Many fashion designers are also self-employed and design for individual clients as well as those who sell their designs to retail or specialty stores. Fashion designers in costume design for motion picture, performing arts or television productions perform extensive research on certain styles and eras and then draw sketches, select fabrics and oversee production. They may also be restricted to a costume budget.
Fashion designers employed by manufacturing establishments, wholesalers, or design firms will usually work normal and regular hours while those who freelance can either work by job or under a contract. Freelance fashion designers can work long hours in smaller environments where pressure is intense from clients. Whether fashion designers work in large firms, small firms, or freelance, long hours will occasionally be necessary for all fashion designer who have to meet deadlines or prepare for fashion shows.
Communication is essential for fashion designers who are constantly dealing with suppliers, customers and manufactures.
Fashion designers may also need to travel for fashion shows or to get fabric.
Training, Other Qualifications and Advancement for Fashion Designers
A fashion designer typically needs an associate degree or a bachelor's degree in fashion design in order to find employment. Fashion designers who may be thinking about running their own business or store may also combine a fashion design degree with a business, marketing, or fashion merchandising degree. Typical courses for an associate or bachelor’s degree in fashion design includes color, textiles, sewing and tailoring, pattern making, fashion history and computer-aided design (CAD). Taking courses in human anatomy, mathematics, and psychology can also be useful for understanding the body and how to run a company.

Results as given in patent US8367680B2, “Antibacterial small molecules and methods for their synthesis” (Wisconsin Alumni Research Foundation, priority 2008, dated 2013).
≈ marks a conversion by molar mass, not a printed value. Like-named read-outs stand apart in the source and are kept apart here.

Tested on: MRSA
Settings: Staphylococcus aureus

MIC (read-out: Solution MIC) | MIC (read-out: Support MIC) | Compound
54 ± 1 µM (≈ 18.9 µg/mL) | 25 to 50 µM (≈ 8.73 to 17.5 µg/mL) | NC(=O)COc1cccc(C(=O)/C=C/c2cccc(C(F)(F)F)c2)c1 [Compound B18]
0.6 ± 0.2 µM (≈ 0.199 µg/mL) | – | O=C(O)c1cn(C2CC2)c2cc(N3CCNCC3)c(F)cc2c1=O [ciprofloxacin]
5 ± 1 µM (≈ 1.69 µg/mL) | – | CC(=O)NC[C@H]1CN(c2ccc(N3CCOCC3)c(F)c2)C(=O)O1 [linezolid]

Around 300 postsecondary institutions with programs in art and design are accredited by the National Association of Schools of Art and Design. Most schools expect a basic art or design course to be completed before formal admittance into a program is allowed. Sketches may also be requested before admittance.
Interning, working at manufacturing firms, working at retail stores or with a personal stylist can help fashion designers learn the necessary skills of the industry.
Those who want to become successful fashion designers can also enter their designs into amateur or student contents.
Fashion designers must have a strong aesthetic, good communication skills, be able to problem solve and sketch. A good portfolio is also important for an aspiring fashion designer to have. The ability to work well in teams is also important for fashion designers who will remain in contact with manufacturers, supplies, and buyers.